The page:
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State of the City Speech: Free at Last

Brian Meyer of the Buffalo News reports that Mayor Byron Brown has relented: The public does not have to pay $35 to hear his State of the City speech on Thursday. Those who wish to attend need only pay if they want to be served lunch, and if they do, about a third of the price of their ticket will benefit something called Mayor Brown’s Fund to Advance Buffalo.

We first wrote about this practice—turning a civic event into a fundraiser for a private charity controlled by the mayor—in 2007, when Brown delivered his first annual State of the City address. (It’s worth clicking the link for the quotes from the late Jimmy Griffin at the end.) Back then, we had a hard time discovering what it is Mayor Brown’s Fund to Advance Buffalo intended to do. Last week, AV editor Buck Quigley looked through the not-for-profit’s paperwork and discovered it has not put a lot of money on the streets—just $8,500 by the end of 2007, when it sat on assets of $60,000. Quigley estimated the mayor’s fund will raise another $20,000 on Thursday afternoon.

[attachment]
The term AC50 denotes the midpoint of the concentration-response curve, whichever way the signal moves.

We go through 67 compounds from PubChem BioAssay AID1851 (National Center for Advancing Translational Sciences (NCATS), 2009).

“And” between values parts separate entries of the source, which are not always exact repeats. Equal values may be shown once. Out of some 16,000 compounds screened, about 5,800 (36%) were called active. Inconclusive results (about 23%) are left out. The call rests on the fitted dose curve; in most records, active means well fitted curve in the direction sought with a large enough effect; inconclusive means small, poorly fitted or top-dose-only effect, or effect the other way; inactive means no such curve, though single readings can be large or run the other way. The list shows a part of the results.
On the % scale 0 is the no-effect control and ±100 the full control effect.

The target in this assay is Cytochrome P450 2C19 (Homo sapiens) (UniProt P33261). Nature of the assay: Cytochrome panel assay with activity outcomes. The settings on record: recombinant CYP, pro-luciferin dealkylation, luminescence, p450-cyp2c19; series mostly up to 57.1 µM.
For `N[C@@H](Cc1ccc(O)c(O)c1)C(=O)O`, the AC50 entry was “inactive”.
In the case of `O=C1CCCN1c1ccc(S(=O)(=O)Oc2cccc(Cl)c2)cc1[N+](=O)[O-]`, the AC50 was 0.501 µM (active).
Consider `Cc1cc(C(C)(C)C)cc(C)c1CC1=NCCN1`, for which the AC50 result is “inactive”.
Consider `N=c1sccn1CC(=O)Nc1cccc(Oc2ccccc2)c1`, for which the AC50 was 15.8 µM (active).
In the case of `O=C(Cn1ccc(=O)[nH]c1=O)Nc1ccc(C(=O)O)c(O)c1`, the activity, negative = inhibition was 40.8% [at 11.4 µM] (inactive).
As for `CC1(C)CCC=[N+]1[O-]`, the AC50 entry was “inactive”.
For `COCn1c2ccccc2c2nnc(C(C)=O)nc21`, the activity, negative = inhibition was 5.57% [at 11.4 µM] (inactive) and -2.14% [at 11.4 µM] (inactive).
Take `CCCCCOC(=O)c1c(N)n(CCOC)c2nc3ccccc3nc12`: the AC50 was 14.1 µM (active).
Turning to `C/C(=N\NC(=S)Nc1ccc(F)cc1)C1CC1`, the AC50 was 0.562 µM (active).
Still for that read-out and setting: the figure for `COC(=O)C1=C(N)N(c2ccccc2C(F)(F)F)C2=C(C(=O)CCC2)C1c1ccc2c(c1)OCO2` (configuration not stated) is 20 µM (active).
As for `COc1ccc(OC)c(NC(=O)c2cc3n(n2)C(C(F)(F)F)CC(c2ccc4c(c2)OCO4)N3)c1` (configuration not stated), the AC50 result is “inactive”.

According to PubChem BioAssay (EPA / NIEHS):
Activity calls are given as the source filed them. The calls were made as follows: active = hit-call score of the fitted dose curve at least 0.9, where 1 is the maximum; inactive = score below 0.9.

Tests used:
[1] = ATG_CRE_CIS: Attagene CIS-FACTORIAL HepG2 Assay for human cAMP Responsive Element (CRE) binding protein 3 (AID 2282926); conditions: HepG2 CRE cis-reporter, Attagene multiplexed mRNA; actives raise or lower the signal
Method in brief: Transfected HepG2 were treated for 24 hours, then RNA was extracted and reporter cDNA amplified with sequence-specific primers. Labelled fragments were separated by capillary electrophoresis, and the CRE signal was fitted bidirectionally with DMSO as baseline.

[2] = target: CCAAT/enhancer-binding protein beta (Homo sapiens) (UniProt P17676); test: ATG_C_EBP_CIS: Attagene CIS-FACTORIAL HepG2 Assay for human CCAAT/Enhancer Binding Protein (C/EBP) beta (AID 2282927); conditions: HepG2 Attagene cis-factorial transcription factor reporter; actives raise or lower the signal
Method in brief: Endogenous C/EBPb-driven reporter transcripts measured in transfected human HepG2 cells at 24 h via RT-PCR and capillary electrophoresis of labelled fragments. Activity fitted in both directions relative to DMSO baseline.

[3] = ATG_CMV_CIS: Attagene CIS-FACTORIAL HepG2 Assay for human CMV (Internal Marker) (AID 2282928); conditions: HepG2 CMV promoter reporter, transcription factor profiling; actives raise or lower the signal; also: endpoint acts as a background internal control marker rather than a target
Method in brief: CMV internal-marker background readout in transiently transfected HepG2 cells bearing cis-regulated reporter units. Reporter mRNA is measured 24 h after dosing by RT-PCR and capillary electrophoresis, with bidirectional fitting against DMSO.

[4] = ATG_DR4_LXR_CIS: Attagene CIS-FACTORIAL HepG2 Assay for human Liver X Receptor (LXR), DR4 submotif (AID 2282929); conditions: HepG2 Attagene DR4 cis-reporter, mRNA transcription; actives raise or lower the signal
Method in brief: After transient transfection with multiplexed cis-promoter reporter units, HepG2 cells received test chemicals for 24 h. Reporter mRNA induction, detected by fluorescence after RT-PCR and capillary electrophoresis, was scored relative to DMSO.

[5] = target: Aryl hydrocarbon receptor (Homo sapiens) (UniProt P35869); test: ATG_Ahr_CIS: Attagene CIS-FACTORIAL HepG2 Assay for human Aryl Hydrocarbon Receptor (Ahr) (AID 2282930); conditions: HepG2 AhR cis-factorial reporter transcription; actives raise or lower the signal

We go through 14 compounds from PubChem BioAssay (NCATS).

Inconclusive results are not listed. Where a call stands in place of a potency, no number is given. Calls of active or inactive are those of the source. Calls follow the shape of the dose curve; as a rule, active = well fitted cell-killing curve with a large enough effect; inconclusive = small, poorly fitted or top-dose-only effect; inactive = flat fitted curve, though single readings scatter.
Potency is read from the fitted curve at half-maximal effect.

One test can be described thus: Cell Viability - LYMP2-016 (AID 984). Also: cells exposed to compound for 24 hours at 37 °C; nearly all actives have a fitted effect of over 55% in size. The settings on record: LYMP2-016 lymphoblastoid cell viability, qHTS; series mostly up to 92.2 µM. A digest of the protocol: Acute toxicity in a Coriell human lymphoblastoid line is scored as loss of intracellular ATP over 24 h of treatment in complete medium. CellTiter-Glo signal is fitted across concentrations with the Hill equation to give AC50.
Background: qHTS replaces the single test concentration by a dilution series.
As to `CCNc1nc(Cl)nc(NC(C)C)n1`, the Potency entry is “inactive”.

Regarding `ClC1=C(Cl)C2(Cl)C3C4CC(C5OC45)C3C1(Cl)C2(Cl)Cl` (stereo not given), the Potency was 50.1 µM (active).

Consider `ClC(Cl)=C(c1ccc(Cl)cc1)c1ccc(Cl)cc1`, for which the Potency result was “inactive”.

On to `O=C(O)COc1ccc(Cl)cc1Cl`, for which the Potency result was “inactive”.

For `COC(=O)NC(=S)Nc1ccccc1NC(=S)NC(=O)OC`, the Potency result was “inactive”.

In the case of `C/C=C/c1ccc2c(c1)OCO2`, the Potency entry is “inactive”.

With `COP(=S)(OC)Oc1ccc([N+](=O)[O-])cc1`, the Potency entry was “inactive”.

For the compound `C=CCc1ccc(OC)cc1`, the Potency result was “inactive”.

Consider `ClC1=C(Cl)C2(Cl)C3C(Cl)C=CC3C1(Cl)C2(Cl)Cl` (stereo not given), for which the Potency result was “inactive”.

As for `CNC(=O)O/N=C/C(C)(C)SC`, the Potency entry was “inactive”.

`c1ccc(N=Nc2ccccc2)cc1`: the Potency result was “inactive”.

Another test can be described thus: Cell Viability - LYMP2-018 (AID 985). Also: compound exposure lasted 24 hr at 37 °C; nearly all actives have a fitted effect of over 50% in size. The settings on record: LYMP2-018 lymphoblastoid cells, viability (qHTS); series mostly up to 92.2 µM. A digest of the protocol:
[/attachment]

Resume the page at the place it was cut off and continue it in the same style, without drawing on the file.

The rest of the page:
Seems almost like wonder if Mayor Brown’s Fund to Advance Buffalo is saving up for a rainy day. I wonder if the folks who control that fund—Brown stalwarts like Steve Casey, Mike Seaman, Dana Bobinchek, and Alisa Lukasiewicz—will find more ways to spend that money this summer, when the mayoral election will be looming?

Last week attorney Peter Reese protested the mayor’s use of the City of Buffalo and CitiStat seals on invitations for what he said amounts to a private fundraiser. The mayor’s spokesperson, Peter Cutler, denied to the Buffalo News that Reese’s protest influenced the mayor’s decision to open a limited number of seats to the public free of charge.